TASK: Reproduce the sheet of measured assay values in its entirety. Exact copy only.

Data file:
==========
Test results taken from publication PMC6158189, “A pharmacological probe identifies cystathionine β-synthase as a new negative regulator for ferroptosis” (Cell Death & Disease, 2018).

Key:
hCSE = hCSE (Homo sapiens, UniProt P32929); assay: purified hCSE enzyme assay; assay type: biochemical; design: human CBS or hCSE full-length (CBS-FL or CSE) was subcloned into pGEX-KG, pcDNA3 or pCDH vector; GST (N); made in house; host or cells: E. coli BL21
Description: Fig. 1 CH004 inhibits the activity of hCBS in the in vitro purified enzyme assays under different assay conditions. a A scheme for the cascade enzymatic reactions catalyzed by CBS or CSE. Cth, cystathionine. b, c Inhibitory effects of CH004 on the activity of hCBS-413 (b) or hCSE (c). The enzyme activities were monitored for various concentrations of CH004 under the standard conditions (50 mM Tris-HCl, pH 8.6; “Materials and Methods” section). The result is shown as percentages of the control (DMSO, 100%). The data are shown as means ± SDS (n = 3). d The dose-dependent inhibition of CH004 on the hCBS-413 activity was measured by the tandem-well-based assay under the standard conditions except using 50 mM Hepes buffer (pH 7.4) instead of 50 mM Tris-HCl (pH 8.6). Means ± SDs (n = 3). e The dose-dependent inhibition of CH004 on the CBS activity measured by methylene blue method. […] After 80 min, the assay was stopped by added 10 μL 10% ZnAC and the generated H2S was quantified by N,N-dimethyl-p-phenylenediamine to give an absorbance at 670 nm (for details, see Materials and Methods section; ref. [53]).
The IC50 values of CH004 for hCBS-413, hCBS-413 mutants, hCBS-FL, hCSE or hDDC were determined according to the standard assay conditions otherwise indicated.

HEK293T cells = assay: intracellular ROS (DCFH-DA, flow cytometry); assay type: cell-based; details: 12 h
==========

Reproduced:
Test results taken from publication PMC6158189, “A pharmacological probe identifies cystathionine β-synthase as a new negative regulator for ferroptosis” (Cell Death & Disease, 2018).

Key:
hCSE = hCSE (Homo sapiens, UniProt P32929); assay: purified hCSE enzyme assay; assay type: biochemical; design: human CBS or hCSE full-length (CBS-FL or CSE) was subcloned into pGEX-KG, pcDNA3 or pCDH vector; GST (N); made in house; host or cells: E. coli BL21
Description: Fig. 1 CH004 inhibits the activity of hCBS in the in vitro purified enzyme assays under different assay conditions. a A scheme for the cascade enzymatic reactions catalyzed by CBS or CSE. Cth, cystathionine. b, c Inhibitory effects of CH004 on the activity of hCBS-413 (b) or hCSE (c). The enzyme activities were monitored for various concentrations of CH004 under the standard conditions (50 mM Tris-HCl, pH 8.6; “Materials and Methods” section). The result is shown as percentages of the control (DMSO, 100%). The data are shown as means ± SDS (n = 3). d The dose-dependent inhibition of CH004 on the hCBS-413 activity was measured by the tandem-well-based assay under the standard conditions except using 50 mM Hepes buffer (pH 7.4) instead of 50 mM Tris-HCl (pH 8.6). Means ± SDs (n = 3). e The dose-dependent inhibition of CH004 on the CBS activity measured by methylene blue method. […] After 80 min, the assay was stopped by added 10 μL 10% ZnAC and the generated H2S was quantified by N,N-dimethyl-p-phenylenediamine to give an absorbance at 670 nm (for details, see Materials and Methods section; ref. [53]).
The IC50 values of CH004 for hCBS-413, hCBS-413 mutants, hCBS-FL, hCSE or hDDC were determined according to the standard assay conditions otherwise indicated.

HEK293T cells = assay: intracellular ROS (DCFH-DA, flow cytometry); assay type: cell-based; details: 12 h